A decade in design — in conversation with Emanuel Sá

Sketch is 10! And to celebrate this pretty big anniversary, we’re putting together a series of blog posts looking back over the last decade and discussing the biggest trends, changes and developments — across both Sketch’s own history, and the design community as a whole.

To kick things off, we sat down with Emanuel Sá, Sketch’s co-founder and Chief Design Officer, to talk all things design over the last 10 years.

Okay, so let’s start at the beginning — how did you personally start with design, and what was the landscape like back then?

I had a background in photography, so I was quite familiar with Photoshop. But I was never satisfied with default stuff — give me a default OS and I’ll just change everything. I just don’t accept the status quo when it comes to visuals (laughs). So I started playing in Photoshop, and I soon understood: this is more than a photo editor, there are tools here that I can benefit from if I want to change other stuff.

Eventually I got into iconography. It was interesting for me, because I could change everything on the user interface, but finding replacement icons that I liked wasn’t so easy. I pretty much had an idea of what I wanted, so I thought I might as well do it myself.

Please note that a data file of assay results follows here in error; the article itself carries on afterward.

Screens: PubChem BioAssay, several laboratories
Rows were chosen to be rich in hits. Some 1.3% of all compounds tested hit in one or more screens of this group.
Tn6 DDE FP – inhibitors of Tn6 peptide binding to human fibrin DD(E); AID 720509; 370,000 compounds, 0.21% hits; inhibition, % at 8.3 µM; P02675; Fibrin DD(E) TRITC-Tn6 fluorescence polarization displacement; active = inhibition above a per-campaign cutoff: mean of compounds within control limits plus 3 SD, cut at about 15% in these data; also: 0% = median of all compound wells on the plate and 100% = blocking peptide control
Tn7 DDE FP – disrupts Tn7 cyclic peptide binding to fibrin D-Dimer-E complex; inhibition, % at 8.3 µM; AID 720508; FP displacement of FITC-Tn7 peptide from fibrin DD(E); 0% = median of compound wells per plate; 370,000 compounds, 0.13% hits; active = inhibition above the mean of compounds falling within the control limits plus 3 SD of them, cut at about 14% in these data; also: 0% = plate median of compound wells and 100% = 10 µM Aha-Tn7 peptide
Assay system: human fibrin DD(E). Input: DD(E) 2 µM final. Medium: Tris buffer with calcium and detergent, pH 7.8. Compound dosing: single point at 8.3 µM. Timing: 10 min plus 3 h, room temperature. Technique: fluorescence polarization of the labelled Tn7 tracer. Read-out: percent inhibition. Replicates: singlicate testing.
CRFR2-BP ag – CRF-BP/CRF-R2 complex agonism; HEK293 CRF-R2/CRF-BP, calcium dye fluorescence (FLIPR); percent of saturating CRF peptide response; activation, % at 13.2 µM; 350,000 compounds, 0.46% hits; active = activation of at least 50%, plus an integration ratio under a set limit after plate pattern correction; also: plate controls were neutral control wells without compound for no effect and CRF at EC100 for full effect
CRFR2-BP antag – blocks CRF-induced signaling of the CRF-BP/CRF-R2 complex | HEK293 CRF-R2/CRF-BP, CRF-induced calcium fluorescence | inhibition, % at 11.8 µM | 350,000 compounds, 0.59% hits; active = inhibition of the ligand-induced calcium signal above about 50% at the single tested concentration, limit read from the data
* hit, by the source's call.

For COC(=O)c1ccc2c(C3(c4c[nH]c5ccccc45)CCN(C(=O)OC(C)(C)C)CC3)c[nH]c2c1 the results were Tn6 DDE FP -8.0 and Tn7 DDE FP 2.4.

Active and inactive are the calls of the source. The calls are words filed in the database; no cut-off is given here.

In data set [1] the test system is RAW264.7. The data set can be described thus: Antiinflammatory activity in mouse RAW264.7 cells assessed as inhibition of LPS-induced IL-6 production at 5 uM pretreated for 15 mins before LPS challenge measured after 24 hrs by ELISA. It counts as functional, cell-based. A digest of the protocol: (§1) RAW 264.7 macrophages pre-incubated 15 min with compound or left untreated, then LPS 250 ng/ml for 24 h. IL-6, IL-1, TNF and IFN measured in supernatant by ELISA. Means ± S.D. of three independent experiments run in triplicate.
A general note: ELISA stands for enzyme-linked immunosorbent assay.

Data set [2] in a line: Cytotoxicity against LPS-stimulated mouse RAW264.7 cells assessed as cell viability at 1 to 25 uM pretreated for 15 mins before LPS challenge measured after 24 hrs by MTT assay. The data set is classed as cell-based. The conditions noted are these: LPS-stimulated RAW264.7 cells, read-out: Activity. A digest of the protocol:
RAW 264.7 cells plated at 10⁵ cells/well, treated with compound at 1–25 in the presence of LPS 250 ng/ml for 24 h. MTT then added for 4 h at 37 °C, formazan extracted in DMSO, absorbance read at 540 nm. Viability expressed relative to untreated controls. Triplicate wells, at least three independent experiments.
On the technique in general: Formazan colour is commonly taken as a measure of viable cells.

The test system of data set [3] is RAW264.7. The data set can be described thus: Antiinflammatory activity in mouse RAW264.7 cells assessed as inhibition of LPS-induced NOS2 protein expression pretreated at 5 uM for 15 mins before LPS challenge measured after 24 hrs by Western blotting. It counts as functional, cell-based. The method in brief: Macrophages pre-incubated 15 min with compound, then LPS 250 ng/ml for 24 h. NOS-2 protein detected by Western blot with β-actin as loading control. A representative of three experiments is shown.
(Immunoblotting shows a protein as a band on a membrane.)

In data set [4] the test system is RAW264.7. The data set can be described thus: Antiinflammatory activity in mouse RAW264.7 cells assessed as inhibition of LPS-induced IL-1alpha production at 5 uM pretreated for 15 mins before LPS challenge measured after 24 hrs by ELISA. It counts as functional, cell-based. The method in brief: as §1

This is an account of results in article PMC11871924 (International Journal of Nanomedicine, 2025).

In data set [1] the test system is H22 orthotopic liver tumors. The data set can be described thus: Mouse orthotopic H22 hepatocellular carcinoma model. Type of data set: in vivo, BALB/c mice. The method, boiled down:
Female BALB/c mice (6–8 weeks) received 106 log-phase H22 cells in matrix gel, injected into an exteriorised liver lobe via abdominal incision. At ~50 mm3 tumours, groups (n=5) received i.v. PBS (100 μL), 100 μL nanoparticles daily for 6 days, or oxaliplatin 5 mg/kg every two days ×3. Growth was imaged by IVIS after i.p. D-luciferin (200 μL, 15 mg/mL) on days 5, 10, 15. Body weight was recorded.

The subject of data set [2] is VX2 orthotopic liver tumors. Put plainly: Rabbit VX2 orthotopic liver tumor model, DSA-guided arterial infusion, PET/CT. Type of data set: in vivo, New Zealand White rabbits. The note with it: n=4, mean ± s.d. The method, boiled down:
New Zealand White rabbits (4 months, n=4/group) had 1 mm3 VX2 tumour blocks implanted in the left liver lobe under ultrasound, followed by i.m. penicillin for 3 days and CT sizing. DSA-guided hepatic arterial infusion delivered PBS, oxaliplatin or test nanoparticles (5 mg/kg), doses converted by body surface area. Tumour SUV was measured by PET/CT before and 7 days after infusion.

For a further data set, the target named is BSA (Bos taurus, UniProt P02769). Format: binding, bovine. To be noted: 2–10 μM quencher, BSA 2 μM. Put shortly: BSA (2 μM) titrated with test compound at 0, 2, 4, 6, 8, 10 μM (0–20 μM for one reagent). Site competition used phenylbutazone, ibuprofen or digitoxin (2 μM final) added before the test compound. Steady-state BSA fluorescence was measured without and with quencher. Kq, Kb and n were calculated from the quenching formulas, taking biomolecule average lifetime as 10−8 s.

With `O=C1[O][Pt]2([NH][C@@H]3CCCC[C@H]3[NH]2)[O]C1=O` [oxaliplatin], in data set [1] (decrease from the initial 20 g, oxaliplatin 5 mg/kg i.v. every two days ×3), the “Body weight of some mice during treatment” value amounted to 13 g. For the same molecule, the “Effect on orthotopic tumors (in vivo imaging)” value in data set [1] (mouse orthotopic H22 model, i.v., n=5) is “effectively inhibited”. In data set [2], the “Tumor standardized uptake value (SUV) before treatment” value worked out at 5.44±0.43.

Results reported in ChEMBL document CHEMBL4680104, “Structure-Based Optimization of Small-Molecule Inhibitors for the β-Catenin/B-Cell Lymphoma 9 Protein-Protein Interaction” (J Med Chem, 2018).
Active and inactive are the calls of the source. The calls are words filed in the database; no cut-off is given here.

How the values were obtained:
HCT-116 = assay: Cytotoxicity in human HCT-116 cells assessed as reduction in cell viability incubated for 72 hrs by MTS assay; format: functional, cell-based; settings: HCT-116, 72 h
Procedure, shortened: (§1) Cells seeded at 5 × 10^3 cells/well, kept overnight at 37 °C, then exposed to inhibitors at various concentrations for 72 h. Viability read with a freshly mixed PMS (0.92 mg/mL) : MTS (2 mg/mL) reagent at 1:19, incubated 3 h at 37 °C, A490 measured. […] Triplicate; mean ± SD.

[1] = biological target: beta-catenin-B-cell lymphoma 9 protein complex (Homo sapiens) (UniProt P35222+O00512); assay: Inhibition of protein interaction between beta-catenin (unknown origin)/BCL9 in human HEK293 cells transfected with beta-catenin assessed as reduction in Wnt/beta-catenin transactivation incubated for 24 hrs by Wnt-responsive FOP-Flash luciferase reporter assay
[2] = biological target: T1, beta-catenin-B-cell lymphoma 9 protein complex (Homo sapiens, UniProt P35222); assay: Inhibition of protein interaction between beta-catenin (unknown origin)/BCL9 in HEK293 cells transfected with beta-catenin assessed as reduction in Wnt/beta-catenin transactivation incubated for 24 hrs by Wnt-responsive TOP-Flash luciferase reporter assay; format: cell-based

Soon I moved on to designing themes for the Mac, and I would say that our MacThemes.net community from ten years ago has easily been the biggest influence on interface design in the last decade. Pretty much every single user in that forum has been a designer or leader on the most successful products of the last few years. I remember at the time that Chris [Downer, Sketch’s Product Owner] was, like, 17? Janik [Baumgartner, a designer at Sketch] was about 15, and he was already designing.

I would say that our MacThemes.net community from ten years ago has easily been the biggest influence on design in the last decade. Pretty much every single user in that forum has been a design leader somewhere in a big company.

Back then we were just doing fun stuff. But eventually the iPhone came out. Suddenly everyone got interested in doing apps for iOS, and they needed someone to help them with design. Where did they look? The MacThemes community. I would say there were five or six of us taking on the majority of the iOS landscape when it came to interface design and iconography back then.

It was interesting because in the first two years it was basically accountants, lawyers, doctors, all wanting to make an app. They’d say, “I want a contacts app, but make it a spinning wheel. You know, like the one on Wheel of Fortune? I want one like that”. We’d say, “that’s not interface design, that’s illustration.” But back then it was huge, they wanted all those details — what we call skeuomorphism. They basically wanted to cram everything that was real into a screen.

Sure, this was when skeuomorphism was at the peak of popularity. Do you think that came from a misunderstanding of what skeuomorphic design was meant to be?

Yeah. For some reason it was very interesting to people — minimizing huge things into very tiny spaces, often with odd

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